Wednesday, August 25, 2010

Movie Review: A Trio of Films Offer Inspiration, but Only Two Deliver

By Brad Balfour

Two of last weekend's movies served up satisfying, feel-good fare without the pretense of the weighty message that Eat Pray Love promised but failed to deliver. Despite expectations for this big Hollywood production with megastar Julia Roberts as author Elizabeth Gilbert on her journey of self-enlightenment, the film neither gives much sense of the author's inner odyssey nor elucidates. Mostly we learn that Gilbert was so restless that a cure for her ennui -- sex with a younger man (even one as tousle-haired as James Franco) -- didn't do it for her. 

Viewed through Sex-and-the-City-colored glasses, the film by Glee co-creator Ryan Murphy comes off more as a tony travel brochure for Italy, Indian ashrams and Bali than as a source of transcendent insights. The only real journey provided takes us up Robert's ski slope nose, down mounds of spaghetti and into Javier Bardem's soulful eyes, which has its momentary pleasures, but also risks disappointing fans of Gilbert's book. 

That this antidote to testosterone failed to perform elevated the other pair of films by comparison -- both satisfied for very different reasons.

While Nanny McPhee Returns cannot stir great philosophical expectations, it oddly has something of a subversive nature, one far less contrived and conniving than Eat Pray Love. And when it comes to entertaining, Emma Thompson and her energetic film do that for both kids and adults. As directed by Susanna White -- herself a parent -- Nanny McPhee Returns doesn't look down on kids or parents but reminds us that kids can rise to the occasion, especially when it seems that the adults are overwhelmed and nonplussed.

Summoned through the ether, Nanny McPhee appears to straighten out the little brats and put everything right in the world while taking the piss out of those too full of themselves to see beyond their -- or her hugely bulbous -- nose. She means business, but she's not above having fun. As she explains, "Once they want her but no longer need her," she moves on to bring her message elsewhere.

Even more fulfilling with all its sentimentality snuggly in place is Mao's Last Dancer, a film couched full of larger issues but in the end, a plain and simple tale of redemption and personal growth.

The film has to accomplish a huge amount in scant time: it must create a sense of Mao's China without seeming ideological; it must show the life of Chinese ballet student Li Cunxin (played as an adult by dancer Chi Cao) in an entertaining fashion without becoming overly technical; and when the narrative shifts from China to the US, it has to show with some depth the conundrums Cunxin faces while trying to making it in a drastically different society.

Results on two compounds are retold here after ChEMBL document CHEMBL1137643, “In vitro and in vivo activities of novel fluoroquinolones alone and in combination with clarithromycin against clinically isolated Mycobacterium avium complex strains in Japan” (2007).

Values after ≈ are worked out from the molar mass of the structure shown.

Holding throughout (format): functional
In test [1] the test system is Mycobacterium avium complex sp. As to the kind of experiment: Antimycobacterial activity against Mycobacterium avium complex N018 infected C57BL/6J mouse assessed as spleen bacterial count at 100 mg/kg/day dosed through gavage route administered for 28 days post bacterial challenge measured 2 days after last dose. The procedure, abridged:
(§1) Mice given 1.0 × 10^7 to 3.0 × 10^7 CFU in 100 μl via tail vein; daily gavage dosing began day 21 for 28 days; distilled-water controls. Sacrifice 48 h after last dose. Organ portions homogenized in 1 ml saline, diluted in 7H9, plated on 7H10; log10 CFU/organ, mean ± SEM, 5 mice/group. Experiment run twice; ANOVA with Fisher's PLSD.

Thanks to the sure hand of Oscar-winning director Bruce Beresford, Mao's Last Dancer succeeds as a cross-cultural drama and finally as an epic of triumph when Cunxin breaks away from both his Chinese and American patrons in Houston. 

Taking into account all that this film has to cover, the moments when it falls back on easy emotion and tearful melodrama are more than acceptable given the complex elements in the true-story narrative. In any case, I'd rather see the interesting faults of an ambitious film rather than the dull perfections of a cookie-cutter toss-off.

The scenes in China were the most compelling, both because they offered a look into a once-closed world and because they presented a sense of what people were like without falling back on cartoonish caricatures seen in other films about the China of this era.

Then there's the essential message of the film -- not that Cunxin found love in America or chose our system over Communist China's (though that was the case), but that he negotiated his psychic survival between being a star and subsuming his ego as part of a troupe. Having had it thrummed into his head that he should have no bourgeois aspirations of fame and money, he struggled with his needs as an individual artist vs. his needs as a member of his beloved Chinese family vs his needs as a grateful guest (and later solo performer) of the Houston Ballet. Finding his way to his ego without losing his sense of balance is his, and the film's, great leap forward.

For viewers pirouetting down to their local theater, all three films hold out messages of inspiration and aspiration, some more cogently than others.

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